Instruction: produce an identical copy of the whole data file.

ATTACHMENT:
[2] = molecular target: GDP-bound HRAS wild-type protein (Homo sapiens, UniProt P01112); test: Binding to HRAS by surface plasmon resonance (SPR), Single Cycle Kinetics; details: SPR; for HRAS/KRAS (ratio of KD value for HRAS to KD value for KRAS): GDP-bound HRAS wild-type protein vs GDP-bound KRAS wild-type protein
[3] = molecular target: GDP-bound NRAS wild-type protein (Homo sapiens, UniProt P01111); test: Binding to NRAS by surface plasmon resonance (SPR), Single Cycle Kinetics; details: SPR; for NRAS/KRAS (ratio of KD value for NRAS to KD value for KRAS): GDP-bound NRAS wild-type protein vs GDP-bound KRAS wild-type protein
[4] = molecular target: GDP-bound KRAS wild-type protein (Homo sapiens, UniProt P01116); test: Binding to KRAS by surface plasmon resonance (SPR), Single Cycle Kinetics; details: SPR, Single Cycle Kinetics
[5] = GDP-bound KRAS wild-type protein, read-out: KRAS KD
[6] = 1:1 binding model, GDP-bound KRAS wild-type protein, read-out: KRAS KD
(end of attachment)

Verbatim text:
[2] = molecular target: GDP-bound HRAS wild-type protein (Homo sapiens, UniProt P01112); test: Binding to HRAS by surface plasmon resonance (SPR), Single Cycle Kinetics; details: SPR; for HRAS/KRAS (ratio of KD value for HRAS to KD value for KRAS): GDP-bound HRAS wild-type protein vs GDP-bound KRAS wild-type protein
[3] = molecular target: GDP-bound NRAS wild-type protein (Homo sapiens, UniProt P01111); test: Binding to NRAS by surface plasmon resonance (SPR), Single Cycle Kinetics; details: SPR; for NRAS/KRAS (ratio of KD value for NRAS to KD value for KRAS): GDP-bound NRAS wild-type protein vs GDP-bound KRAS wild-type protein
[4] = molecular target: GDP-bound KRAS wild-type protein (Homo sapiens, UniProt P01116); test: Binding to KRAS by surface plasmon resonance (SPR), Single Cycle Kinetics; details: SPR, Single Cycle Kinetics
[5] = GDP-bound KRAS wild-type protein, read-out: KRAS KD
[6] = 1:1 binding model, GDP-bound KRAS wild-type protein, read-out: KRAS KD